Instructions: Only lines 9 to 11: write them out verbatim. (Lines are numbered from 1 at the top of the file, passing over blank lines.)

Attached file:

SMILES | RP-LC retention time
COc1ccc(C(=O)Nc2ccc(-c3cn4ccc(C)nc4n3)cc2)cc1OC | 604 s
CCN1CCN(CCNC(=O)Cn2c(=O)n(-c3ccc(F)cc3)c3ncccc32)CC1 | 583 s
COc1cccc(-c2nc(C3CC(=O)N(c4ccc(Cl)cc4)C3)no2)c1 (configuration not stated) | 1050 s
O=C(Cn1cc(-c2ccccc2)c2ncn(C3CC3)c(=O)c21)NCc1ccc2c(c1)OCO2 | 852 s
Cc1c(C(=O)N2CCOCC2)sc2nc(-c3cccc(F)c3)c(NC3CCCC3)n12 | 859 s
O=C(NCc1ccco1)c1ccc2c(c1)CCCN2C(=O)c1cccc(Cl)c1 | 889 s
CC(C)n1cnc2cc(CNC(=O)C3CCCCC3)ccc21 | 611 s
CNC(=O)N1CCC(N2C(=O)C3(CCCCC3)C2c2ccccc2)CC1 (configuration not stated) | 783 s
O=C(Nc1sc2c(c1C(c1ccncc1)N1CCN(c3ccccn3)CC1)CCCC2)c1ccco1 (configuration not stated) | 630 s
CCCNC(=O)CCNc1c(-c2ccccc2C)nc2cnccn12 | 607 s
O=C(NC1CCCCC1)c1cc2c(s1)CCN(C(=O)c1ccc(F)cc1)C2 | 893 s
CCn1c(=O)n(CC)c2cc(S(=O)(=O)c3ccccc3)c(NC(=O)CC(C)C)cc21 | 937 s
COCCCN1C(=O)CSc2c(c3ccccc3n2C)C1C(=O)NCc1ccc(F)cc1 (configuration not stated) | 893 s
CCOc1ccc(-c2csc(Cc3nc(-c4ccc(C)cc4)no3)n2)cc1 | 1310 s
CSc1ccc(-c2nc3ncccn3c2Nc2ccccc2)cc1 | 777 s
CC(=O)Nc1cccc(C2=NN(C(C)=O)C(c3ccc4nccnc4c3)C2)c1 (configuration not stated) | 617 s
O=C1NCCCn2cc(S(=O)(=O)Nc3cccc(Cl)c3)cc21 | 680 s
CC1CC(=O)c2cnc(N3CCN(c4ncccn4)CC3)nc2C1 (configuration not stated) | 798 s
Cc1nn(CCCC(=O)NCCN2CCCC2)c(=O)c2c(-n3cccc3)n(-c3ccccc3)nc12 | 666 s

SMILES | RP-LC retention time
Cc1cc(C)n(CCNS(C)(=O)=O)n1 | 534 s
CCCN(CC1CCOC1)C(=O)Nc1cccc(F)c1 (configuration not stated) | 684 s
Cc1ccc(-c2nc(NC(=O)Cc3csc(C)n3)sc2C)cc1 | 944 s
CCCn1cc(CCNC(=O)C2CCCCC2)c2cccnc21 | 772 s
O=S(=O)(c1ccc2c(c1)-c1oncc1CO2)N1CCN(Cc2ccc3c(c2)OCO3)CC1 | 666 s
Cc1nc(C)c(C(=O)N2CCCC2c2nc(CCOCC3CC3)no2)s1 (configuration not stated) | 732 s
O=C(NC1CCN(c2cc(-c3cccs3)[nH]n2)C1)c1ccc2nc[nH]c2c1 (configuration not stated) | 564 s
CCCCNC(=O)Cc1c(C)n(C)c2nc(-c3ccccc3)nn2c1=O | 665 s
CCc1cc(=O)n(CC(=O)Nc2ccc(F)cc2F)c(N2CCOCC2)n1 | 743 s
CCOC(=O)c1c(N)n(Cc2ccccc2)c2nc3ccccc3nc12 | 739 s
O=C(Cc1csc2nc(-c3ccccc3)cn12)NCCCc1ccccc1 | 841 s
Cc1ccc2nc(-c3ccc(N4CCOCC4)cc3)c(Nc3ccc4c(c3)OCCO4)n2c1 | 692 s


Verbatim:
CNC(=O)N1CCC(N2C(=O)C3(CCCCC3)C2c2ccccc2)CC1 (configuration not stated) | 783 s
O=C(Nc1sc2c(c1C(c1ccncc1)N1CCN(c3ccccn3)CC1)CCCC2)c1ccco1 (configuration not stated) | 630 s
CCCNC(=O)CCNc1c(-c2ccccc2C)nc2cnccn12 | 607 s